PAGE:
Heathrow Express and Elizabeth Line severely disrupted as train derailment sparks rush hour chaos

Train services between Reading and London Paddington have been severely disrupted after a frieght train derailed on the line, leading to chaos for commuters at rush hour and causing a major impact on Elizabeth Line and Heathrow Express services.

The stricken freight train was derailed around West Ealing, west London, on the line running westward to Reading, before 6.30am, leading to a string of delays and cancellations.

A statement from Great Western Railway (GWR) read: “Due to a derailed train between Reading and London Paddington some lines are blocked.

“Train services running to and from these stations will be cancelled, delayed or revised. Disruption is expected until 12:00 05/04.”

They said stopping services between Didcot Parkway and London Paddington will only operate between Didcot and Reading and services between Bedwyn/Newbury, and London Paddington will only operate between Bedwyn/Newbury and Reading.

“Customers should utilise GWR high speed services between Reading and London Paddington to complete their journeys,” the statement read.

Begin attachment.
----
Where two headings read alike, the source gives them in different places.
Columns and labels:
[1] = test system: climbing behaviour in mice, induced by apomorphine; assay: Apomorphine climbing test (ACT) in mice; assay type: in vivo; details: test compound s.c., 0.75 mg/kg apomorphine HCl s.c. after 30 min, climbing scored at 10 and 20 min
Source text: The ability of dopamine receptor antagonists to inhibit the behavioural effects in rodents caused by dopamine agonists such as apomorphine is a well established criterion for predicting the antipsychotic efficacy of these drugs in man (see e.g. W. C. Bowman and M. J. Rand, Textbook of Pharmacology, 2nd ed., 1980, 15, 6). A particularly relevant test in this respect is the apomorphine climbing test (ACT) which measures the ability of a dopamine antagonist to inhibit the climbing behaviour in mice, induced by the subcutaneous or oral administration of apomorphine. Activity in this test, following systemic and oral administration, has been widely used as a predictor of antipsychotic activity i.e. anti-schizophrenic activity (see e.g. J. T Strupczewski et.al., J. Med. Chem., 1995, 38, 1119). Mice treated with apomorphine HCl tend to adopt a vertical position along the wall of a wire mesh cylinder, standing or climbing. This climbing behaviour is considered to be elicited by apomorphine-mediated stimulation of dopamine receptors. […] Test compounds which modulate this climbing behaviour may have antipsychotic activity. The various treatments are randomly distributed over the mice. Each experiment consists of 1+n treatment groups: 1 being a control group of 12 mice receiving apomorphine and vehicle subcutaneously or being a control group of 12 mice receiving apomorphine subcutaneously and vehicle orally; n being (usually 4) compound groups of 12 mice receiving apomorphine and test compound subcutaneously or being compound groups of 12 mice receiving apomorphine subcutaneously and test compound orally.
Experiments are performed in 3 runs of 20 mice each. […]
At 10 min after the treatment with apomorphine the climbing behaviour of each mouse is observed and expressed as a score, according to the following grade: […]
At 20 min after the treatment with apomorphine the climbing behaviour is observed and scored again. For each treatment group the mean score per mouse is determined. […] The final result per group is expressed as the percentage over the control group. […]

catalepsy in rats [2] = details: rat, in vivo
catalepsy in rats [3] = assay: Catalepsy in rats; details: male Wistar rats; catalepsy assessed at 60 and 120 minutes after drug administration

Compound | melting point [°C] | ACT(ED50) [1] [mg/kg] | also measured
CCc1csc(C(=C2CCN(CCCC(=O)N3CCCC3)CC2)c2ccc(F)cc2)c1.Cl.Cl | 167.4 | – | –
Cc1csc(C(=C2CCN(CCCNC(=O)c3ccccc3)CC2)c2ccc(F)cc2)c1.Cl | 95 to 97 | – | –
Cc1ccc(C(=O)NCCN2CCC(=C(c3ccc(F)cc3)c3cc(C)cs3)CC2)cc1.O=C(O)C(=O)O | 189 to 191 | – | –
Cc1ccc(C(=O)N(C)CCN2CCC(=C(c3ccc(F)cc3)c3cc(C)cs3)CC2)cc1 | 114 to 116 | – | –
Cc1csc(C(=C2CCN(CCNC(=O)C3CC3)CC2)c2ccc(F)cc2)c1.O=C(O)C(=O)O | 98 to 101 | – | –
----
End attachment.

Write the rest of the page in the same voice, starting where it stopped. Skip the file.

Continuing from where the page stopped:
Passengers affected by the derailment can use their Great Western Railway rail tickets to travel on the London Underground between Paddington and Waterloo until further notice.

The Heathrow Express, which connects the capital to the UK’s largest and busiest airport, is running at least one less service per hour, with a reduced timetable currently in place until the end of the day.

The disruption has also affected the Elizabeth Line.

A statement from TfL read: “Severe delays between Paddington and Reading / Heathrow Airport while we fix a faulty freight train in the West Ealing area. Good service on the rest of the line. London Underground accepting tickets.”

Some passengers today are attempting to make journeys that will be impossible tomorrow because of a strike by train drivers belonging to the Aslef union.

They are walking out at GWR on Saturday, halting all intercity trains. Strikes elsewhere are already under way, with no trains on Friday on Avanti West Coast, CrossCountry, East Midlands Railway or West Midlands Railway.

An overtime ban is also causing cancellations across Britain.

Passengers on the Great Western line, connecting London with the West of England and South Wales, have endured months of disruption due to flooding, signal failures and points problems. Many of these have also hit the Elizabeth Line and the Heathrow Express.

Elsewhere in the UK, the Met Office has warned of travel disruption and issued a yellow weather warning for rain ahead of expected 70mph winds as Storm Kathleen approaches.